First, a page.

Paying tribute to Stephen Hawking

The death of Stephen Hawking has evoked a range of positive tributes among Christian leaders, scientists and thinkers online. Professor Hawking, one of the world’s best known and most celebrated scientists, had contrasting things to say about religious faith during his life. In his bestselling book, A Brief History of Time (1988), he famously said: ‘If we discover a complete theory, it would be the ultimate triumph of human reason – for then we should know the mind of God.’ But in 2014, he firmly declared himself an atheist and said, ‘What I meant by “we would know the mind of God” is, we would know everything that God would know, if there were a God, which there isn’t. I’m an atheist.’

The Archbishop of Canterbury paid tribute to Hawking on his Facebook page: ‘Professor Stephen Hawking’s contribution to science was as limitless as the universe he devoted his life to understanding. His was a life lived with bravery and passion. As we pray for those who mourn him, may he rest in peace.’

Cardinal Vincent Nichols of Westminster, the leader of Catholics in England and Wales, tweeted, ‘We thank Stephen Hawking for his outstanding contribution to science. As a member of the Pontifical Academy of Science, he will be missed and mourned there, too.’

The Pontifical Academy of Science, which promotes work in the mathematical, physical and natural sciences, tweeted, ‘We are deeply saddened about the passing of our remarkable Academician Stephen #Hawking who was so faithful to our Academy. He told the 4 Popes he met that he wanted to advance the relationship between Faith and Scientific Reason.’

Tom McLeish, Professor of Natural Philosophy at the University of York, paid tribute in Christianity magazine: ‘While we may sorrow over Hawking’s rejection of God, the Creator who is and loves and gives – rather than just “explains”, we may nevertheless be thankful to that God for the gift of one who articulated, even in unbelief, that our biblical calling is indeed to know God’s mind, to look into nature with the same love and insight as its creator, and to live with courage using the gifts we have rather than surrendering to our incapacities.’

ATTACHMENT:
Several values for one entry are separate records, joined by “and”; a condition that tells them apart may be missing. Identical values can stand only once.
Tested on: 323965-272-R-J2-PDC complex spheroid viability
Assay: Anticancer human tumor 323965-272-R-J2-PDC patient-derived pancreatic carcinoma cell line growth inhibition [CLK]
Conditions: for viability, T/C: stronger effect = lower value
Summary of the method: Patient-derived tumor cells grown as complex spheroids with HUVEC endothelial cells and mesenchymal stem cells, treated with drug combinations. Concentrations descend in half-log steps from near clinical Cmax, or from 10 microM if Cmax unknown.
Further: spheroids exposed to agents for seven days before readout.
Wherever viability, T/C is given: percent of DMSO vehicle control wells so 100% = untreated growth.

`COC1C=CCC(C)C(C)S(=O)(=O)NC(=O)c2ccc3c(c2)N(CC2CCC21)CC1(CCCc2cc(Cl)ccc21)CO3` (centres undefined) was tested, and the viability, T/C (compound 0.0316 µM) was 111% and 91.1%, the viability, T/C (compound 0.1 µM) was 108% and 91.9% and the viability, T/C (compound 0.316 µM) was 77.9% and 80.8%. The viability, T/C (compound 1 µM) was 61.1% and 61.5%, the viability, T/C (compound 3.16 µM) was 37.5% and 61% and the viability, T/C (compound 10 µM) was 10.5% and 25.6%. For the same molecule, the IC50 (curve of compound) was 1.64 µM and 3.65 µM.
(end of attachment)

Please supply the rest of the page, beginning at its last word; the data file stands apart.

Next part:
On the day the news of Stephen Hawking’s death broke, the Church Times tweeted: ‘Keith Ward wrote for us in 2010 on #StephenHawking, arguing that his hypothesis was closer to theology’s than he realised.’ Keith Ward, the philosopher and theologian, who has specialised in the relationship between faith and science, had written an article, Hawking is not far from God, in which he argued that the scientist had failed to note ‘the amazing positive convergence between tradi­tional theological beliefs about God and modern cosmological beliefs about the origin of the universe.’ He concluded his article, which was a response to Hawkings’ then-new book, The Grand Design, by saying: ‘The Hawking hypothesis is very much closer to the God hypothesis than he thinks. Physics does not need God, but God explains very well why physics works.’

Professor David Wilkinson, the author of God, Time and Stephen Hawking (2002), said: ‘There is sadness at his death, admiration for a remarkable life story, admiration for his remarkable works of science, and a thankfulness for some of the things he discovered about the universe. He reminded us who are of faith of the weakness of any “God in the gaps” or deistic view of God, and pointed theologians towards a God with the universe in the palm of his hand.’

Meanwhile, on the other side of the Christian-atheist divide, Richard Dawkins posted a thoughtful and moving tribute to his fellow-scientist: ‘“Silent face, the marble index of a mind forever voyaging through strange seas of thought, alone.” Wordsworth was writing of Newton, but he might have been foreseeing the silent face of Newton’s great successor as Lucasian Professor.’

Photo of Stephen Hawking at Gonville and Caius College, Cambridge: lwpkommunikacio under CC BY 2.0